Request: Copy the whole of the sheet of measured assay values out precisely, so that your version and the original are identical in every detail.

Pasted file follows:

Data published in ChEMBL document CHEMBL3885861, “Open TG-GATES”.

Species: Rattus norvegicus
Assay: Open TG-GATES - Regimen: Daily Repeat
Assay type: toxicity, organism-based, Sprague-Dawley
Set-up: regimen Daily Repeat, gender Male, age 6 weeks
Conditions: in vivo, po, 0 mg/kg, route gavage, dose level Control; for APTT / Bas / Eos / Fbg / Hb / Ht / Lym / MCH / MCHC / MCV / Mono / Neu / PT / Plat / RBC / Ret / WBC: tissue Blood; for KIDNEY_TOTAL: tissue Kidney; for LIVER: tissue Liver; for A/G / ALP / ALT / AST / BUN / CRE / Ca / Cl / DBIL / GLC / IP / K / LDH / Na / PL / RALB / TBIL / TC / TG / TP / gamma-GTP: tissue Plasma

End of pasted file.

Data published in ChEMBL document CHEMBL3885861, “Open TG-GATES”.

Species: Rattus norvegicus
Assay: Open TG-GATES - Regimen: Daily Repeat
Assay type: toxicity, organism-based, Sprague-Dawley
Set-up: regimen Daily Repeat, gender Male, age 6 weeks
Conditions: in vivo, po, 0 mg/kg, route gavage, dose level Control; for APTT / Bas / Eos / Fbg / Hb / Ht / Lym / MCH / MCHC / MCV / Mono / Neu / PT / Plat / RBC / Ret / WBC: tissue Blood; for KIDNEY_TOTAL: tissue Kidney; for LIVER: tissue Liver; for A/G / ALP / ALT / AST / BUN / CRE / Ca / Cl / DBIL / GLC / IP / K / LDH / Na / PL / RALB / TBIL / TC / TG / TP / gamma-GTP: tissue Plasma